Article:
Boy, that addresses the hectic quality of many of our lives. Have we taken on too much to do or do we need to enlist more help?

"I worked with workers from other, poorer countries over the years and learned this. I could see with my own eyes how fast and hard they worked and how they took such good care of their families. I saw that I didn't ever want to see myself as better than any man who works hard. 

"We used to volunteer a bit at a soup kitchen where we were supposed to close the doors after a certain amount of people had come in to eat.  I learned that I wouldn't do that.  I won't shut a door in front of anyone. 

"Life is always changing.  You've got to expect that and not get upset at it all the time."       

Jim, who is in his middle 70's, still works 30 to 60 hours a week.  I ask him why. 

There's a twinkle in his eye. "I'm saving for my retirement."

He stops a moment. "I never minded working.  If a person gets to work hard at something that satisfies them, what else do they need?"

Comments

Really enjoyed this and also the pdf with the photos and seasonal comments. When I see an email from you, I go to it first and read your new postings -- little bits of joy in my day that I appreciate. Connecting with you has been one of my gifts this year. Blessings and merriment to you and your family now and always.

I really appreciate you saying so!

i love reading people’s “stories”. Really enjoyed this one.

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Remembering Judy and Karen

For those of you who are new here: for several years I wrote a weekly newsletter that I called the Prairie Dog Quadrilateral. When I moved to this website I did not load everything I had ever written because no one, not even me, is interested in the Entire Compendium of MB.

This week my cousin-in-law Dave asked if I still had those old PDQ's as he could not find the one about my sister. Karen was his wife Judy's BFF. I looked up the PDQ's and I am sitting here - a puddle - remembering these two beautiful women. 

So I'm posting them again.  Some of you will remember.

There's No Place Like Home 5/31/2003

On Facebook today someone posted a photo of this old column! A person couldn't read it from the pix, so here it is.  The first two paragraphs refer to a newspaper decision to move the column from Friday to Saturday.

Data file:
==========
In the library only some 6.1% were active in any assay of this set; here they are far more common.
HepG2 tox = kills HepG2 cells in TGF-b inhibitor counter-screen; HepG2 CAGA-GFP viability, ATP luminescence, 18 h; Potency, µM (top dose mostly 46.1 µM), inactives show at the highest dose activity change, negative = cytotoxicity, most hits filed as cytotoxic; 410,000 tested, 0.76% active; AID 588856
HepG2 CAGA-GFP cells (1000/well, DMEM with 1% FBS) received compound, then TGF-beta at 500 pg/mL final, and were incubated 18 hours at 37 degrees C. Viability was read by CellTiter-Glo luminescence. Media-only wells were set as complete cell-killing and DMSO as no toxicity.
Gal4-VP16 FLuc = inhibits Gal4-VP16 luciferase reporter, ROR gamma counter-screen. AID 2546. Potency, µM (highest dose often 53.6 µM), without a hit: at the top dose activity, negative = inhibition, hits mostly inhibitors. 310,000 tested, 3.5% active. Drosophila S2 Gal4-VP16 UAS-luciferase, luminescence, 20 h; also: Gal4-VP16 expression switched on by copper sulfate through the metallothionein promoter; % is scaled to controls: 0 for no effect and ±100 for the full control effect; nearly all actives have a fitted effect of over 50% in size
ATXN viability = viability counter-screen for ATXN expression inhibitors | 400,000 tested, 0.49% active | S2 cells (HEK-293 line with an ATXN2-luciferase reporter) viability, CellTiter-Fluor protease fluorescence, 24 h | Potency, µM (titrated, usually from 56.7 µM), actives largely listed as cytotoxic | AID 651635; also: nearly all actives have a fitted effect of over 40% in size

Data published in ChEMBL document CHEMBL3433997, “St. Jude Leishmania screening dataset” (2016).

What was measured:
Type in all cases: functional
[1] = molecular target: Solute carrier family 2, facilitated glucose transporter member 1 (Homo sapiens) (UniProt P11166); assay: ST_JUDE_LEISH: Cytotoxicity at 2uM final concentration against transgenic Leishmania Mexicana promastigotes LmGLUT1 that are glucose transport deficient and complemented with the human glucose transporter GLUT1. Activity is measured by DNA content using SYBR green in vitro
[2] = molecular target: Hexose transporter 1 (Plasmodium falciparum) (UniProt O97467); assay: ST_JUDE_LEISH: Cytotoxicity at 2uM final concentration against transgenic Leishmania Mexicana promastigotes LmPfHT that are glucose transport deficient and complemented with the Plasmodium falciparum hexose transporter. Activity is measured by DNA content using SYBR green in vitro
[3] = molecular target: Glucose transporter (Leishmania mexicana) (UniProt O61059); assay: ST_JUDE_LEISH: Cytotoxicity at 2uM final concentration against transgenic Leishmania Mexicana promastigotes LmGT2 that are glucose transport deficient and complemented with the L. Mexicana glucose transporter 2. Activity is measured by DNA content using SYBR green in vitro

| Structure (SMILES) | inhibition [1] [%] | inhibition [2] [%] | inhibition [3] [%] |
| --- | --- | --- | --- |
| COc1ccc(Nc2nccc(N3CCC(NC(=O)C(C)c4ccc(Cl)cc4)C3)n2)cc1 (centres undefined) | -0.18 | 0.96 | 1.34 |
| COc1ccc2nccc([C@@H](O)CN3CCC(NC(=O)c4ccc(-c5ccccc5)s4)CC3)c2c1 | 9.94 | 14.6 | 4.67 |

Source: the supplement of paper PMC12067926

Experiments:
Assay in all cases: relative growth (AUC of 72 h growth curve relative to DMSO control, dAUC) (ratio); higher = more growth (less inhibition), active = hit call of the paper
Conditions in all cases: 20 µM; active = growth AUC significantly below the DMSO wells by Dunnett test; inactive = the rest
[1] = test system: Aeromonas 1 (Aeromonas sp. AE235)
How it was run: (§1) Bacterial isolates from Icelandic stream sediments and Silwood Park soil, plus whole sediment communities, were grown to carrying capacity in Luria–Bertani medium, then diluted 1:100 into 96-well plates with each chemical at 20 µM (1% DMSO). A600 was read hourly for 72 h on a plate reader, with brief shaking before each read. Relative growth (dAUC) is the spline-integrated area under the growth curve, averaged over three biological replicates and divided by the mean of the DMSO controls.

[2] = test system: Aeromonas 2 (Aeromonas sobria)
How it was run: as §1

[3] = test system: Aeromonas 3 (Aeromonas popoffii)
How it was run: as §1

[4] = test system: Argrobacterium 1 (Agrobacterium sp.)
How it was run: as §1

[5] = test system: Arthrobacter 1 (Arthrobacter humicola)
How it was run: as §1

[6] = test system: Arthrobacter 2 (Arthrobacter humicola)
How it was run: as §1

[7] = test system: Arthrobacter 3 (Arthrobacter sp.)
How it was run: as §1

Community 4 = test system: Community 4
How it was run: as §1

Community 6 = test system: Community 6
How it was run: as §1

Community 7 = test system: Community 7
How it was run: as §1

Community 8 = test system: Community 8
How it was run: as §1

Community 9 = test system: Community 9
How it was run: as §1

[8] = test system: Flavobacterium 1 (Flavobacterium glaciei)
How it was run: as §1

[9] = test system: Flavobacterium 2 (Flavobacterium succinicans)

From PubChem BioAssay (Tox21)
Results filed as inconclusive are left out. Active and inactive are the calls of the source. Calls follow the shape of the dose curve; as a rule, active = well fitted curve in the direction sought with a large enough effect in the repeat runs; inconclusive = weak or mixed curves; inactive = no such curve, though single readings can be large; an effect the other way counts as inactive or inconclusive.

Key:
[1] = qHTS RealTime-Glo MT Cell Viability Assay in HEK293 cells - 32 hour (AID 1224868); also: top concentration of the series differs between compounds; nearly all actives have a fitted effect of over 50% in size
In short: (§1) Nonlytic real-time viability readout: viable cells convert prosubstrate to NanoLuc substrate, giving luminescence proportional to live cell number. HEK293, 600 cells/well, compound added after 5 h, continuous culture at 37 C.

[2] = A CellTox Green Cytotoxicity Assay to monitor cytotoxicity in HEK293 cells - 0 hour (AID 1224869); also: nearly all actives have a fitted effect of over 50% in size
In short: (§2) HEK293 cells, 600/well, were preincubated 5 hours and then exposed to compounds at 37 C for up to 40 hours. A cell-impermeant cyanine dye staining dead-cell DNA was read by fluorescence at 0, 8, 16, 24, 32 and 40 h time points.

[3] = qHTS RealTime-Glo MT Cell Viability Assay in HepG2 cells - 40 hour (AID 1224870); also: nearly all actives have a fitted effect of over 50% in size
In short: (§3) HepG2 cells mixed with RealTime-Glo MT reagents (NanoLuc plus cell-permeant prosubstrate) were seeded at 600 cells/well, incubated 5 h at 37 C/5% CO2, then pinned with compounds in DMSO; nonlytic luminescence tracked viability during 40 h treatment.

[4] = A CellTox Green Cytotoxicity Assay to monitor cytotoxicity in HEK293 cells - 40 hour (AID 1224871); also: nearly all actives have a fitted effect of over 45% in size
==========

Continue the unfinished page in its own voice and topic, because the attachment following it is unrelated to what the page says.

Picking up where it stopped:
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            I'm in the wrong place.  For eight years I've been your Gal Friday, and suddenly, I'm competing with the Saturday morning cartoons.  (They say everything seeks its own level.)

My Husband, The Mouser 8/9/2002

Yesterday we took our cat Lulu to the vet to be put to sleep.  She was 19 years old, she had a tumor growing on her back, she was restless and not eating.  Lulu was, always, a tiny sweetheart of a cat.  We have had a lot of wonderful cats in our lives and today, I feel like publishing this old column about the high humor of living with some of them.   

......                                                                   

"Laura Jean's Cello" Dec 13, 1996

I wrote this for my column in the Racine Journal Times in 1996. I noticed on Facebook that today is Laura Jean's birthday.  So in honor of an old friendship, Happy Birthday, LJ!  (And hi, Jack!) 

.....

The Long Life of a Cello

Honduras 2005 - Short Takes from a Short Trip

 In this edition from "Back in the Stacks" we read part of my recap of a MayaWorks side-trip to Honduras.  This was written March 13, 2005. 

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 Buenas Dias, Amigas y Amigos!

 Phyllis and I (we're two of seven MW board members) flew from O'Hare to Guatemala on Saturday, Feb. 26. There was a delay in Dallas so we didn't arrive in GU City until 9 PM. After that was another hour riding in the back of a van, through a dark night, on the twisty highway to Antigua. There's nothing like beginning a good adventure on a dark and winding road, is there...?